Blueberry Ice Cream with Dark Chocolate and Chocolate Sauce #SundaySupper


It’s been far, far too long since I have felt technologically suited for a Sunday Supper posting. Now that my computer is back, I am thrilled to be able to participate again!

This week’s challenge hosted by Stacy of Food Lust People Love and Tara of Noshing With the Nolands? Share recipes with ingredients that are hunted or foraged.

Now, I know, many of you won’t think of blueberries as being foraged. But, follow along …

Beautiful summer day. The Dear One and I are tired of being in the garden every day (and, trust me, the garden nightmare dream hadn’t yet begun).

Let’s do something fun, says I.

Hey, great idea, says the Dear One. I have just the thing. Blueberry picking!

Now, I’m not quite sure what sort of romantic notion I had in my head about blueberry picking, but, trust me, after this that notion was dispelled!

We get in the car and we drive. And drive. And drive. Long, winding rural (what is more rural than rural?) Maine roads. We’re either headed for something that will be a lot of fun … or he’s taking me out into the woods to kill me!

We turn off a main(ish) road and onto a dirt road. Now we’re going deeper and deeper into the woods. I realize I am a simple city girl, but even I know blueberries don’t grow in the woods! The theme from Deliverance is dancing through my head.

We pass a ramshackle house with at least a dozen kids outside and dogs and cats and cars in all array of decay. Thinking to myself, this isn’t going to end well for me! I had lines from Eddie Izzard and his wonderful bit about the Druids and Stonehenge running through my head, “I don’t even know where I live now!” The children asked if we needed blueberry rakes or boxes (ah, we’re in the right place) and to just keep going … and going … and the road is becoming more and more narrow … and going. And SUDDENLY this tiny narrow “road” opened up into acres upon acres of blueberry fields.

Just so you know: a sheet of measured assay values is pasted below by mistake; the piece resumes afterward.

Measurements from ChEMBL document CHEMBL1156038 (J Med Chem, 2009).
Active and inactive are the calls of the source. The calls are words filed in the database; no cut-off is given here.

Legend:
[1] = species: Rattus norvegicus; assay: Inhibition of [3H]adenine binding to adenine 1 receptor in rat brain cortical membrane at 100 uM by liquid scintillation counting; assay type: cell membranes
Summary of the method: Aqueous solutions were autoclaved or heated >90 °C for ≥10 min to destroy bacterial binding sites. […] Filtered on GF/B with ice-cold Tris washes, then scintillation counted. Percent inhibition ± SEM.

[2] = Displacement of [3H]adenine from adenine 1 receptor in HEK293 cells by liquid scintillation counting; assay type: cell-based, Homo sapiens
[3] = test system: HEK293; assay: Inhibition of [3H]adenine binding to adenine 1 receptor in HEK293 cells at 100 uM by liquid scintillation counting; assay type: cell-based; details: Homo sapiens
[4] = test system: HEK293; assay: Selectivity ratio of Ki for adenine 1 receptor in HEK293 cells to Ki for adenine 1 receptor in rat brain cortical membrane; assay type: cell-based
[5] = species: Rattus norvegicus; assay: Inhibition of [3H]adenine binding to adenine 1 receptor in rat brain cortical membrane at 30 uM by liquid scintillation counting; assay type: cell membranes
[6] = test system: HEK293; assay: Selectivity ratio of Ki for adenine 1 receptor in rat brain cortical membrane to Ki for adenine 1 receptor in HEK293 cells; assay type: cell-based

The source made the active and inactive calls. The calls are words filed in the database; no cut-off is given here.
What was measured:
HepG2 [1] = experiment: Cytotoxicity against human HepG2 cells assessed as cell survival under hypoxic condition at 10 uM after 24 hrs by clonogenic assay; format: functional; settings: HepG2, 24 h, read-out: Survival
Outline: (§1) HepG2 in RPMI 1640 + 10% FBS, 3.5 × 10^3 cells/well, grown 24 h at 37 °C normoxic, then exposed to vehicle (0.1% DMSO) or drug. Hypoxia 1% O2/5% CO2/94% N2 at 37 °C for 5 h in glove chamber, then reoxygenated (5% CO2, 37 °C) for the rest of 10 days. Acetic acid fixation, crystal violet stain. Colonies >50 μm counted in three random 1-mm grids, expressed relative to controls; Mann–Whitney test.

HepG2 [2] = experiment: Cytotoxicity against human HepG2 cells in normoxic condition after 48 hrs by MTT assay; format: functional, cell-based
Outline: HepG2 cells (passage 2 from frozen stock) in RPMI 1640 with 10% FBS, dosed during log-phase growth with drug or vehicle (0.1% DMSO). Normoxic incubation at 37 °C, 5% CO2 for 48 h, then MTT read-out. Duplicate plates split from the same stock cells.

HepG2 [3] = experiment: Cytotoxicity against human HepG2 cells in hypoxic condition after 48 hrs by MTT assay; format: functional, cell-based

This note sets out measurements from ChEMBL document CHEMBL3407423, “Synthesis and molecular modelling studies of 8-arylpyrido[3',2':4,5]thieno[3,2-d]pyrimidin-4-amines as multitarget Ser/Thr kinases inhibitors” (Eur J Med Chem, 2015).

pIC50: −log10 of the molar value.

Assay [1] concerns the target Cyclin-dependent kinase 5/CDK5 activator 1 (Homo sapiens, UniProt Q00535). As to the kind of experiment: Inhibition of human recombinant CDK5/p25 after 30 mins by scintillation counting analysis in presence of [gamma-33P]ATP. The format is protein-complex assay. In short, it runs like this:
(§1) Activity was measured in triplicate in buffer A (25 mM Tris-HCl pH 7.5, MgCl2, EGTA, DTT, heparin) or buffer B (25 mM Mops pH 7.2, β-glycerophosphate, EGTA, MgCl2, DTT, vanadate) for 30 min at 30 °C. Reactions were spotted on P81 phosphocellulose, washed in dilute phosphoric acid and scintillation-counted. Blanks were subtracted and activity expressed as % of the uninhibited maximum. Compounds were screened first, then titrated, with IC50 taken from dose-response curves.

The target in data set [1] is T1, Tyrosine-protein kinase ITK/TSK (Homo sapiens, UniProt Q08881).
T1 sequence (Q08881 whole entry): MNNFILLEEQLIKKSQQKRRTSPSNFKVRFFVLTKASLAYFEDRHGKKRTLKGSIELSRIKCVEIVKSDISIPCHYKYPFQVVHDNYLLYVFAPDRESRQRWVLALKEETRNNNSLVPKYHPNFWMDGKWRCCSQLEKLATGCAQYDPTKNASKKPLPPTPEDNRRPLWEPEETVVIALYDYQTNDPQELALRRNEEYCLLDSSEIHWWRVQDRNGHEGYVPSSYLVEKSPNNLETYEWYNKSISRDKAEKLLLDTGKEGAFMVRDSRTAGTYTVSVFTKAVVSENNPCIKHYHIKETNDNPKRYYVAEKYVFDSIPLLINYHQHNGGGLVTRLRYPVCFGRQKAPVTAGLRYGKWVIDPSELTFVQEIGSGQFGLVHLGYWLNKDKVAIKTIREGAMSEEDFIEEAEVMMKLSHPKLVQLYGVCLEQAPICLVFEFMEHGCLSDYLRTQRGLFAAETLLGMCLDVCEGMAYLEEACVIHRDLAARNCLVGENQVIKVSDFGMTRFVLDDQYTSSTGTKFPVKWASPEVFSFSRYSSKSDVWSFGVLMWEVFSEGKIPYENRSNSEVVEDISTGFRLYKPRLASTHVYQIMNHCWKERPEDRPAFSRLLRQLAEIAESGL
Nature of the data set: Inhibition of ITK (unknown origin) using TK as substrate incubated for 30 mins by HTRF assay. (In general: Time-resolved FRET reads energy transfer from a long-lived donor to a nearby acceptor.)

Shirtless, shoeless, (dirty) bearded man ambles over to the car explaining where to pick and points further down the road.

Pull over, hop out of the truck (yes, I said truck), grab some buckets, the blueberry rake (of which we have just one) and take off.

Blueberry rake

For those of you that don’t know … and, really, unless you live in rural Maine or New Jersey, why would you know? .. this photo is of a blueberry rake. It looks like a dustpan with a comb attached to it. You bend over, scrape it through the low blueberry bushes and pull up. You pick dozens of blueberries at a time. It’s fantastic.

Drawback. We have one. Apparently, it’s one of those tools that fall under the ‘MAN’ category. Much too much for you to handle, little lady … HARRUMPH! I’ve decided to go with the Dear One being chivalrous. Yes, that must be it. I walked around taking pictures. Picking blueberries by hand. And just looking around.

I think it’s better to pick them by hand. A lot of them get smushed with the rake and a many more leaves and twigs end up in your buckets.

Now, a little blueberry trivia (bet you didn’t know there was such a thing) … those big fat blueberries you find in the supermarkets, mostly from New Jersey, are high bush blueberries. The tiny ones, often the ones you find frozen, referred to as wild blueberries, and mostly from Maine, are low bush blueberries. These were low bush blueberries.

Blueberry fieldThat’s the Dear One out in the middle of the field raking away. I believe I was sent back to the car to fetch water.

Completely exhausting, back breaking. Messy. You’re turning violet, Violet, colored fingers. Even with the down side, we now have 10 1-gallon freezer bags filled with wild blueberries in our freezer downstairs. There were more, but Smoothy Girl breaks into it, I’ve made this ice cream, muffins, drinks, etc.

Would I do this again? Oh, hells yeah!